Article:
The first time that I heard an Aretha Franklin record was as a child in the car with my mother on the way to school. It was from her album “So Damn Happy”, and it was a record about how beautiful the world was, despite her missing a cherished lover. At the time, my father recently passed away, and her smooth tone and soulful emotions identified with my feelings of grief and acceptance. This was the first song that spoke to my “soul”, and although I was too young at the time to thoroughly digest her contributions to the soul genre, my studies have further solidified her innovative style and musical perspective.
Aretha Louise Franklin was born March 25, 1942 in Memphis Tennessee and was formally a singer, songwriter and pianist that is affectionately referred to as the “Queen of Soul”. Her father was a minister and she grew up singing Gospel music in the Black church. Her secular career formally began when she turned 18 years old and was a recording artist for Columbia records.
Despite a slow career start, she found acclaim and commercial success after signing with Atlantic Records in 1966. Hit songs such as “I Never Loved a Man (The Way I Love You),” “Respect,” “(You Make Me Feel Like) A Natural Woman,” “Chain of Fools,” “Think,” and “I Say a Little Prayer” propelled her past other artists a part of the soul genre. She was dubbed as the “Queen of Soul” by the end of the 1960s. She is a trailblazer, as the first woman to be inducted into the Rock and Roll Hall of Fame and most recently she was inducted into the Women’s Hall of Fame in 2020.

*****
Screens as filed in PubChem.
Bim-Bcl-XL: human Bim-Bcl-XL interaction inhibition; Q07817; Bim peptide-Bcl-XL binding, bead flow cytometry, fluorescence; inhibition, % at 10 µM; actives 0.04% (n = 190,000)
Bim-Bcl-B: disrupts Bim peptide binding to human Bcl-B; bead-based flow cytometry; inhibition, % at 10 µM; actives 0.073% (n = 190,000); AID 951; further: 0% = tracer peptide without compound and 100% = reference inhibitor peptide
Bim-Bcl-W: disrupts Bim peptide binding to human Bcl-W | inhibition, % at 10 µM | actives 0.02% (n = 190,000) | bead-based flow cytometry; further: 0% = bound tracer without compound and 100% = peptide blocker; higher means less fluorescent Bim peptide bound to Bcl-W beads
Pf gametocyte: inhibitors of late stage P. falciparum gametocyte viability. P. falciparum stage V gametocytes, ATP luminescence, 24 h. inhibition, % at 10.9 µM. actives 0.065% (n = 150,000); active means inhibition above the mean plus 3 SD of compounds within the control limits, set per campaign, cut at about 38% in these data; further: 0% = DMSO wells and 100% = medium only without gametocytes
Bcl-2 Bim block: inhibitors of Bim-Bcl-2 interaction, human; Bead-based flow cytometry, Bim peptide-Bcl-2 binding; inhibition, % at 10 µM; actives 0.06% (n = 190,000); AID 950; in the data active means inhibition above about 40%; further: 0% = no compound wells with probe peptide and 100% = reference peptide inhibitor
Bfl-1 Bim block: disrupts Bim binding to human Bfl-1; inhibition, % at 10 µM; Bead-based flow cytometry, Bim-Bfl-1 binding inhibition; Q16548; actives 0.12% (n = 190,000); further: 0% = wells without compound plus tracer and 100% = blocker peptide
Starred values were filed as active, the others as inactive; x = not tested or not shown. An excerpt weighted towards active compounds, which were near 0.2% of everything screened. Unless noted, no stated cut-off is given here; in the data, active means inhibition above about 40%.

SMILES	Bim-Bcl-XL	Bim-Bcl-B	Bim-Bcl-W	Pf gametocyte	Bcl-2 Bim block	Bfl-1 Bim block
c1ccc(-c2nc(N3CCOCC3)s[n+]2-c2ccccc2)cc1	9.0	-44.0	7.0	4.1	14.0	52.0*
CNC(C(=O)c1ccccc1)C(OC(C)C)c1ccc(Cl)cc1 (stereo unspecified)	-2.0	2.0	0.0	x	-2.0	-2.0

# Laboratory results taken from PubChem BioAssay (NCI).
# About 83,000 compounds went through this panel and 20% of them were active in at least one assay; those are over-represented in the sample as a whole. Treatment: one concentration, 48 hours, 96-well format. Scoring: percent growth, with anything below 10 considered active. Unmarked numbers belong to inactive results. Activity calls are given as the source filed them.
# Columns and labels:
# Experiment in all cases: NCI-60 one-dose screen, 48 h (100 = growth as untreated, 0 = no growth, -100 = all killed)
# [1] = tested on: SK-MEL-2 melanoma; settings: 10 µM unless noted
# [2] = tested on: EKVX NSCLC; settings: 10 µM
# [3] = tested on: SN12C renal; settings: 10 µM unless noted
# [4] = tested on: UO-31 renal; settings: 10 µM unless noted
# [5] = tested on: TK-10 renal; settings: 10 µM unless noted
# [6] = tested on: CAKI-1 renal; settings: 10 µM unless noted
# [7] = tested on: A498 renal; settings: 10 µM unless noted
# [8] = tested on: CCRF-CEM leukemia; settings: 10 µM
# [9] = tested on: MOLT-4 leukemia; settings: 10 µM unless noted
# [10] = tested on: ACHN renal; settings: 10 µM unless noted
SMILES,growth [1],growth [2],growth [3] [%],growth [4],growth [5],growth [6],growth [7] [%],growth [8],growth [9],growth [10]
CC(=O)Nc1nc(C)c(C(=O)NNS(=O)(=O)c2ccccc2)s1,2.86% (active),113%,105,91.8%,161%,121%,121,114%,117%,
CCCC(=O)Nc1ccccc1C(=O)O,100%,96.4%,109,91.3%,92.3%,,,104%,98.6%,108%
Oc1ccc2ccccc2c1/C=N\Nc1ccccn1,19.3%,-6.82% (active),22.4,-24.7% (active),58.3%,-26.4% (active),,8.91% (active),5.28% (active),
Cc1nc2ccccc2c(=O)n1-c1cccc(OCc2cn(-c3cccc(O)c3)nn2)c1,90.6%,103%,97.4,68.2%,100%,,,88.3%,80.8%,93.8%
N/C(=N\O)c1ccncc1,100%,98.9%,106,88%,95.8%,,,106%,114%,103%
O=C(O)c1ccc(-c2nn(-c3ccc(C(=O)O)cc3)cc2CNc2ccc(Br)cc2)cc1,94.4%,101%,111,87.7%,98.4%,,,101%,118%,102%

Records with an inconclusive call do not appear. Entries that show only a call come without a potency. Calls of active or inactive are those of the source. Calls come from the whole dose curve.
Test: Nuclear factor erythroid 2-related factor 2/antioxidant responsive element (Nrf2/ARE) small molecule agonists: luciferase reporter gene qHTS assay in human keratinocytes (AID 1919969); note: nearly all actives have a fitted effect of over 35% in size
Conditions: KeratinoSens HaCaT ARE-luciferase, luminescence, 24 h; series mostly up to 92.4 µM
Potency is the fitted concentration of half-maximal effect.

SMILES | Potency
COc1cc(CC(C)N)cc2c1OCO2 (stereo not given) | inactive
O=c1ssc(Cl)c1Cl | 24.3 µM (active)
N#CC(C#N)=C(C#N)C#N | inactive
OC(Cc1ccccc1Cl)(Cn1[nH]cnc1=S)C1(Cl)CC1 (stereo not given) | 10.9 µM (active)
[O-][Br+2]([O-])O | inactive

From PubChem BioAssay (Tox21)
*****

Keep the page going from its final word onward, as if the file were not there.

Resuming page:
Franklin’s powerful voice served as the perfect backdrop for her activism that propelled social change. Notably, she advocated for the release of Angela Davis from prison. Her last notable act of activism was her refusal to perform for Donald Trump’s presidential inauguration in 2017. Aretha Franklin has countless feel-good records and her powerful presence inspires many modern female artists such as Beyonce, the late Whitney Houston, and Jennifer Hudson, whom portrayed Franklin in her formal biopic. Hudson’s vocal range and power is very reminiscent of Franklin’s own powerhouse vocals, which is only one testament of Franklin’s impactful legacy as a woman in soul music.
Aretha Franklin. 2021. The Official Site Of Aretha Franklin. [online] Available at: <https://www.arethafranklin.net> [Accessed 4 May 2021].
Douglas Wolk, D., Wolk, D. and Browne, D., 2021. Aretha Franklin, Queen of Soul, Dead at 76. [online] Rolling Stone. Available at: <https://www.rollingstone.com/music/music-news/aretha-franklin-queen-of-soul-dead-at-76-119453/> [Accessed 4 May 2021].